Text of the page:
|SCIENTIFIC DISCIPLINARY SECTOR
The course Language and Mind provides an introduction to the theoretical and methodological foundations of the language cognitive science.
AIMS AND CONTENT
The aim of the course is the analysis in a multidisciplinary perspective of philosophically relevant aspects of the language cognitive science
AIMS AND LEARNING OUTCOMES
The course aims at illustrating the main contemporary theories and the main experimental data on the cognitive processes involved in the processing of verbal language. The specific objectives of the course are:
- to introduce the students to some central issues of the current debate in the language cognitive sciences;
- to address these problems from both a philosophical and an experimental point of view;
- to deepen some scientific-philosophical notions such as, e.g., the modular theory of the mind,
- to learn the basis of the experimental methodology in cognitive psychology and neuroscience.
- to learn how to set up an experimental paradigm and to interpret experimental data.
At the end of the course, the student must be able to:
- to understand, explain and philosophically synthesize advanced texts of cognitive sciences, also thanks to an appropriate conceptual and terminological apparatus;
- to apply the analytical and conceptual tools of philosophical reasoning in the discussion of problems related to language cognitive sciences.
It is advisable that students have already attended an introductory course of Philosophy of Science.
- The first part of the course includes frontal lectures;
- the second part of the course includes classroom presentations given by attending students.
During the course, compatibly with the available resources, external experts could be invited to hold seminars on specific topics.
Students are required to register at Aulaweb, where teaching materials will be uploaded.
The course is divided into two parts.
The first part of the course will introduce the main theories, the main problems, the conceptual tools and the models on the functioning of the mind and on the relationship between mind and language, in the context of cognitive sciences:
- from behaviorism to cognitive sciences
- classical cognitive sciences
- beyond the classical cognitive sciences: connectionism, 4E cognition
- modularism and adaptationist theories of the mind
The second part of the course deals with the experimental methodologies in the context of the cognitive sciences of language. In particular, the course will focus on a classic case study of the language cognitive sciences: metaphor. The following topics will be explored:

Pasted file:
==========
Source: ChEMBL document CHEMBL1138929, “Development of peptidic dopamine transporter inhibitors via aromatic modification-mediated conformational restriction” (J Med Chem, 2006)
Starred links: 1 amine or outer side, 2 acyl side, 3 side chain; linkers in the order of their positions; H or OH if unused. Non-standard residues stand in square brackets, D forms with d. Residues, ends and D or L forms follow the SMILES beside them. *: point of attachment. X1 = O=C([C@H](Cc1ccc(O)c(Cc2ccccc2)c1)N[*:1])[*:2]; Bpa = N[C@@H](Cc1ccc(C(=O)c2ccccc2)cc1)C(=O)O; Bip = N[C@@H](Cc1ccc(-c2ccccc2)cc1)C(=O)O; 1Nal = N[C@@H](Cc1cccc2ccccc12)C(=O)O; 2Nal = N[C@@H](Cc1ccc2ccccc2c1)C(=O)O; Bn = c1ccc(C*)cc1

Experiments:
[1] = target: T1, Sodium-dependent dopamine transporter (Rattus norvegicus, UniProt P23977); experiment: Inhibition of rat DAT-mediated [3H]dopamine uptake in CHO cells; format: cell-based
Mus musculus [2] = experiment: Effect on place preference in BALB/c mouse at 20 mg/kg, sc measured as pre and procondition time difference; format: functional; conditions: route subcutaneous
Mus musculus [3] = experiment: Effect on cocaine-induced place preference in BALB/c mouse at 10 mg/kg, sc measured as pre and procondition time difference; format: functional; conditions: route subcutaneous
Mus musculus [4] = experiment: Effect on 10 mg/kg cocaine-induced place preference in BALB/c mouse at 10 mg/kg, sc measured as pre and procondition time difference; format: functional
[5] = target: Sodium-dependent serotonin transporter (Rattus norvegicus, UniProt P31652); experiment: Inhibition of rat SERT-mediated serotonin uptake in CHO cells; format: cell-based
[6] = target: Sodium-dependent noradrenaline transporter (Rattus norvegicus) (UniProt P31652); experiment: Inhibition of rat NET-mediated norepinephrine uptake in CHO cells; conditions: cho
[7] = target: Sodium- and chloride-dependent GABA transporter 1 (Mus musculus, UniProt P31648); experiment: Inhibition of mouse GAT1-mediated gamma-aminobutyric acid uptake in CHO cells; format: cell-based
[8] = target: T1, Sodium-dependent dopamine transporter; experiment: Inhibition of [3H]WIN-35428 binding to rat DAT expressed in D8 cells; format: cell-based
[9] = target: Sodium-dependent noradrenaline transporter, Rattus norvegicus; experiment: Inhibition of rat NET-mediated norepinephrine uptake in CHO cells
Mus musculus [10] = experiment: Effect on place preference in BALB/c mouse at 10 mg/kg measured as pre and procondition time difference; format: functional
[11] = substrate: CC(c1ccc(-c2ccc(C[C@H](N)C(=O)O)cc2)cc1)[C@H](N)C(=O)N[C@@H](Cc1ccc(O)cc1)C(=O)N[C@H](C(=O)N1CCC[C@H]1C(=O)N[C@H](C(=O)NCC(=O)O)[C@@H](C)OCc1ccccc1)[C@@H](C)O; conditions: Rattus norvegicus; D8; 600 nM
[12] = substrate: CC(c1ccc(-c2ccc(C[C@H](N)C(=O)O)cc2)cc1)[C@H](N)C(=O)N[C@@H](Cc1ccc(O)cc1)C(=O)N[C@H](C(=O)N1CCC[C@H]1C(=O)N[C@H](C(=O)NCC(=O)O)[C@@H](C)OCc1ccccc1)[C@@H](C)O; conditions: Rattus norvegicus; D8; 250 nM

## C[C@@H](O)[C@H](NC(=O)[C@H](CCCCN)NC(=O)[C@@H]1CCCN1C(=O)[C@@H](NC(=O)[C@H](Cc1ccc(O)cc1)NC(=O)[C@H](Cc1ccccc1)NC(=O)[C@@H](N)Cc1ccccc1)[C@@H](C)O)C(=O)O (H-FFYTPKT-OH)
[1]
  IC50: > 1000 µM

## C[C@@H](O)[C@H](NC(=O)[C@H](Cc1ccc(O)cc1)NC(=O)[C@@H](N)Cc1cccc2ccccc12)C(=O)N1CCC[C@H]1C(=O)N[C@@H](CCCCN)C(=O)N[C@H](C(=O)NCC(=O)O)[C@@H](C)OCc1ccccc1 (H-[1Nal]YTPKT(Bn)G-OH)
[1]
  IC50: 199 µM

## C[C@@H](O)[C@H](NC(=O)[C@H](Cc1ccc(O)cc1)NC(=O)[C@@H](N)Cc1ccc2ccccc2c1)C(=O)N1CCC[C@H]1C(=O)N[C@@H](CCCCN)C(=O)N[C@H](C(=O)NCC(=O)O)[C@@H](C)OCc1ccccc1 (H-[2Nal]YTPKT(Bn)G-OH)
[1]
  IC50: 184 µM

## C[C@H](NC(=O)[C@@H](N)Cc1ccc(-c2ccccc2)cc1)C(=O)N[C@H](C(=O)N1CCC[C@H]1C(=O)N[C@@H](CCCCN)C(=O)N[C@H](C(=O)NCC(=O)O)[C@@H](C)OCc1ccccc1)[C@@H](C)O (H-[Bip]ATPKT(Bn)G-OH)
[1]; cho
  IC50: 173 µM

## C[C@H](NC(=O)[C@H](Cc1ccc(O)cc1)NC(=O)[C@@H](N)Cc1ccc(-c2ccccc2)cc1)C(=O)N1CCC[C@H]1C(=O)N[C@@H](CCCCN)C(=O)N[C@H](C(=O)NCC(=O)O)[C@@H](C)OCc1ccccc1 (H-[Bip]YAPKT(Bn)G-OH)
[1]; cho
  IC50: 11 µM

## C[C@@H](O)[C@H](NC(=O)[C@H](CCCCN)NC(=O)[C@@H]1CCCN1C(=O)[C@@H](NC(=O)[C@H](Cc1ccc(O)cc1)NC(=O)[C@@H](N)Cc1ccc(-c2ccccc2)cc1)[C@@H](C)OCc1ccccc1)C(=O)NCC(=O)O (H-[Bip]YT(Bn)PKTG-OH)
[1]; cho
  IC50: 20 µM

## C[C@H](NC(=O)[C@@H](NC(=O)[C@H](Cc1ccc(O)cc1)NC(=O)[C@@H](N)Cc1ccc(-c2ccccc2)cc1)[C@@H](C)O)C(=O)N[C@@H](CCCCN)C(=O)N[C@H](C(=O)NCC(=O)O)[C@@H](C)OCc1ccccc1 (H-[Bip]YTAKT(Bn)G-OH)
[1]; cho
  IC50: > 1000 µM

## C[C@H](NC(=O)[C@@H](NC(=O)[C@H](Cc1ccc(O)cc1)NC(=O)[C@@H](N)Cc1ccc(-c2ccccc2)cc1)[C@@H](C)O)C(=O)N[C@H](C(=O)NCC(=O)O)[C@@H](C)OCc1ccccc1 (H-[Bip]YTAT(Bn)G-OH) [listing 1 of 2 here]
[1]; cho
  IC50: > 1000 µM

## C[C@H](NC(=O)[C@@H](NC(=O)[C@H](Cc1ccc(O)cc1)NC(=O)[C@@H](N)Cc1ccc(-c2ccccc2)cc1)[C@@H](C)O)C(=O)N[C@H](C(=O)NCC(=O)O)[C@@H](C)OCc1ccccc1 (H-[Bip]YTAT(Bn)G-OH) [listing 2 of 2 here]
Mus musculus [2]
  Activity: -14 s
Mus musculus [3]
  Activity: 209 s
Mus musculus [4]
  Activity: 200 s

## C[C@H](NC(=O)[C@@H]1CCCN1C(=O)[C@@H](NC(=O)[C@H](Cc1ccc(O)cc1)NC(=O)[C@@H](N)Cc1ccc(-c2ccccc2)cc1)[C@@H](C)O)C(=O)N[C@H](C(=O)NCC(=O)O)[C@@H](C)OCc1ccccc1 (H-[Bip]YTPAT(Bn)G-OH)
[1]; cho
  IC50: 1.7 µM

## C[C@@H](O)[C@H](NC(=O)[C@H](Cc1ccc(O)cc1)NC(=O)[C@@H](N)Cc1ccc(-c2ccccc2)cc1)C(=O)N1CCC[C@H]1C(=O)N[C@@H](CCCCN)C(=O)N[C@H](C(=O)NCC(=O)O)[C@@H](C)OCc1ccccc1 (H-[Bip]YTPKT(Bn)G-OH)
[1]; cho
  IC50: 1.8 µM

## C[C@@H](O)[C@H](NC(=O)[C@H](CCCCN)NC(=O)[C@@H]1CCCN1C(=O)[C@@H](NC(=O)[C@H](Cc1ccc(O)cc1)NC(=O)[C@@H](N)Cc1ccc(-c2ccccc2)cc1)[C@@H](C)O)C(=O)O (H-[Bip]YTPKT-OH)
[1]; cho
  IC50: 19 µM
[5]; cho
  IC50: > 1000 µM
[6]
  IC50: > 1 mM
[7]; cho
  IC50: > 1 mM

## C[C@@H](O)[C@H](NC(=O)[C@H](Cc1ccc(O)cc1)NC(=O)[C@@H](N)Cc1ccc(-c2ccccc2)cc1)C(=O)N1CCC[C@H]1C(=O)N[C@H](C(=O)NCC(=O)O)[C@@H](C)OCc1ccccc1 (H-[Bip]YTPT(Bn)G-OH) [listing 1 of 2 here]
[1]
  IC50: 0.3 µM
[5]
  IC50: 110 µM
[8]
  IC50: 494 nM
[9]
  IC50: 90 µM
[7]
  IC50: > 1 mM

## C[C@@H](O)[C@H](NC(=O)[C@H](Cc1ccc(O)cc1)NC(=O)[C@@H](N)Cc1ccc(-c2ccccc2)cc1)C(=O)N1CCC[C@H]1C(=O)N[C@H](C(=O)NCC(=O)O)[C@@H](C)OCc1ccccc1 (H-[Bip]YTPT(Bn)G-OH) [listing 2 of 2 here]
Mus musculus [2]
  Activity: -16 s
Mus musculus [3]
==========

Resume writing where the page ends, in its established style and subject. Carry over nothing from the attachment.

- What is an experiment
- How to build an experiment on the functioning of verbal language
- What is a metaphor? The classical theories of metaphorical comprehension
- How do we understand metaphors?
- Metaphor, mind and brain: metaphor in psychology and neuroscience
1) Lecture notes and other teaching material that will be made available on Aulaweb.
2) A paper for classroom presentation chosen among those that will be made available on Aulaweb.
1) M. Marraffa e A. Paternoster, Persone, menti, cervelli. Mondadori Università, 2012.
2) Two papers to be chosen among those that will be made available on Aulaweb.
TEACHERS AND EXAM BOARD
Ricevimento: Prof. Filippo Domaneschi Monday from 11 a.m. to 1 p.m. – Via Balbi 30 - 7° floor, 16126 Genoa (Italy). For any question concerning lectures: email@example.com
Ricevimento: Thursday 2-4 p.m. DAFIST, Philosophy section, Via Balbi 4, 2nd floor
FILIPPO DOMANESCHI (President)
MARCELLO FRIXIONE (President Substitute)
martedì 25 ottobre 222
Attending students: classroom presentation and oral examination. Schedule and modality of the classroom presentations will be planned during the course.
NON-attending students: oral examination.
The registration for the examination is mandatory and must be done at least one week before the exam.
- the classroom presentation (15 points out of 30) assesses the student’s ability to understand, synthesize and expose a philosophical text, and to apply the tools of philosophical reasoning in the discussion of problems related to cognitive science;
- the oral exam (15 points out of 30) assesses the student’s ability to understand, retain, explain and apply philosophical concepts and arguments concerning cognitive science.
- the oral exam assesses the student’s ability to understand, retain, explain and apply philosophical concepts and arguments concerning cognitive science.
In both cases, the correct use of the philosophical lexicon, the quality of the exposition, as well as the capacity for critical and argumentative reasoning will be taken into account.
Students that do not attend classes are required to get in touch with the professor.